Skip to Content

Can You Serve Overhand In Squash? (It’s Not What You Think)

When seeking out the best advice to develop your squash game, it’s imperative to know all your options, even when they might seem a bit quirky. That brings us to the question of this article. Can you serve overhand in squash?

The short answer is yes, but it is pretty uncommon. The overhand serve is used most often by beginners getting used to the feel of the racket and a comfortable grip. Also, as an amateur squash player using an overhand grip, you can garner a lot more power.

This article will go through the pros and cons of serving overhand, the standard serving technique in comparison to the overhand serve, the difference between how to serve in tennis and squash, and the four main types of serves you should add to your shot arsenal. Sit back and relax as we break down these meticulous details so you can jump into the fun part- actually trying out the best serves for you!

Serving in squash: The short answer

Whether you are new to squash or not, it is important to understand that the serve in squash is only a somewhat important shot. Players might not be known for having big , powerhouse/weapon serves the way tennis players or other racket ball athletes might be known for. Honestly, squash players might not really even be known for having super accurate serves! Experienced players are comfortable with the idea that more often than not, the serve in squash is not extremely pivotal and is just meant to start a point.

The most important piece of information squash players should know is that above all else, you do not want to mess up the serve. There is only one opportunity to get the serve in play, unlike tennis, so the first priority is starting the point. The second priority is making sure your opponent cannot easily attack the ball or hit an aggressive return off of it. We realize this is kind of a daunting task- making your serve in accurately and on one go, all while being aggressive enough to keep your opponent on the defense. Piece of cake, right? Hopefully, this article provides some sound advice to implement so this idea does not freak you out too much!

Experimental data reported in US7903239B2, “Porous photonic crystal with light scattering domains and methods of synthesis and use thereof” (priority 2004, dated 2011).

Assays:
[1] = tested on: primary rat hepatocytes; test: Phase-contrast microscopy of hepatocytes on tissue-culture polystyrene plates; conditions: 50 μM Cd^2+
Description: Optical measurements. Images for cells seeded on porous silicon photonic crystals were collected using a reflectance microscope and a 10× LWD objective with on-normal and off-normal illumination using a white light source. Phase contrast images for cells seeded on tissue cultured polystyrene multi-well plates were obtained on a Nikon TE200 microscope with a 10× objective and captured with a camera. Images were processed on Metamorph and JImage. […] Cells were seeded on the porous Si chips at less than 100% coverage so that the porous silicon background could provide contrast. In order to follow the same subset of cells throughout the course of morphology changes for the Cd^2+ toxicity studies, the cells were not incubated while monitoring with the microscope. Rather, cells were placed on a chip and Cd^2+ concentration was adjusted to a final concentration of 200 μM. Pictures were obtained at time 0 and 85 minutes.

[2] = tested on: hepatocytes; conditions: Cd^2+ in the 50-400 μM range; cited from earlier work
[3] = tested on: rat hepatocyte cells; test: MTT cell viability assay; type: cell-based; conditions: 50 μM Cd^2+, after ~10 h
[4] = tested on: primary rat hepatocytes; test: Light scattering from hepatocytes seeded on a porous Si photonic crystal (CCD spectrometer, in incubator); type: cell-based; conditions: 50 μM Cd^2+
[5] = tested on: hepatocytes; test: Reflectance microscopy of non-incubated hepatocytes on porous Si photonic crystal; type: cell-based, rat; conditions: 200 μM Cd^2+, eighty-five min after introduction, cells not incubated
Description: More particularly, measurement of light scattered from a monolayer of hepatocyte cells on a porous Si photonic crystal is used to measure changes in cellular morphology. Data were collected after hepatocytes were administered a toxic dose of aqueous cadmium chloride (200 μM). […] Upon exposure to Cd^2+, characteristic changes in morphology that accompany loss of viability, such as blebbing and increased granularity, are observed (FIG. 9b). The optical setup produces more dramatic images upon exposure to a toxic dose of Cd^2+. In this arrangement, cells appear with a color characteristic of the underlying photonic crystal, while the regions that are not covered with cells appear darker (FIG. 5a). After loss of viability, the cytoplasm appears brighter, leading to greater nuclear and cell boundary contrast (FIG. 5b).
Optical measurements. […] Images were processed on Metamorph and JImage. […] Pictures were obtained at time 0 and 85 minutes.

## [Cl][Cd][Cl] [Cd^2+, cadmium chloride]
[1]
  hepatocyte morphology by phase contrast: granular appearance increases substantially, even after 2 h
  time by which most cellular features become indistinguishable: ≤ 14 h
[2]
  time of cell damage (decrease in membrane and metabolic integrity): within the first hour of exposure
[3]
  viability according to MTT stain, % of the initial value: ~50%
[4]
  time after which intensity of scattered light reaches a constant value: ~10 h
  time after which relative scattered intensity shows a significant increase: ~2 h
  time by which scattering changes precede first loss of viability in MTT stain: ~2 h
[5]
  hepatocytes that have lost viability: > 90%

Serving Overhand

The overhand serve is overall very similar to a serve you might see in tennis. Essentially, the basis of the overhand serve is that you make contact with the ball above your head instead of below it. Again, this technique is far more common in tennis, but that doesn’t mean it can’t be done in squash. Here are the pros and cons of serving overhand.


  • Players can normally hit this shot at a faster pace

Obviously, hitting at a faster pace can put some pressure on your opponent’s return, something you definitely want to focus in on if you are the server looking to set up a point to put yourself in an advantageous position.

  • Allows beginners to get a feel for the racket and settle into a comfortable grip

Arguably the hardest part of learning a racket sport is becoming comfortable with the racket itself. The best players eventually reach the point where the racket feels like an extension of their body. At first, it can feel like a foreign object! Using an overhand serve might help new players adapt quicker to the feel of the racket and can speed up that learning curve.


  • Faster pace means less accuracy

The faster pace of the overhand serve might mean less accuracy when getting the ball in play, which as previously mentioned can be detrimental to a game because players only have one opportunity to get the serve in. When the serve comes in overhanded, the returner will be able to strike it from a downward trajectory. This type of serve is easier for your opponent to return because the volley is easier to take around waist level. With that same token, the returner might have less room for accuracy when the serve comes in at a faster pace.

Overall, the pros and cons seem to level themselves out so there might need to be some other variables when making the decision of whether the overhand serve is right for you.

Standard serving technique vs. overhand serving technique

To begin, it’s important to lay the foundation for the serve technique. This foundation can be broken up into a few simple steps.

  1. Step one foot out of the service box towards the “T” and keep the other foot inside the service box
  2. Aim to make contact with the side wall with the ball right where opponent is standing
  3. Know the “out” lines on the court when serving
  4. Vary your technique

These four steps will help you steady yourself physically and mentally before executing each serve. Having a small routine for yourself before you serve is always a good idea to hit the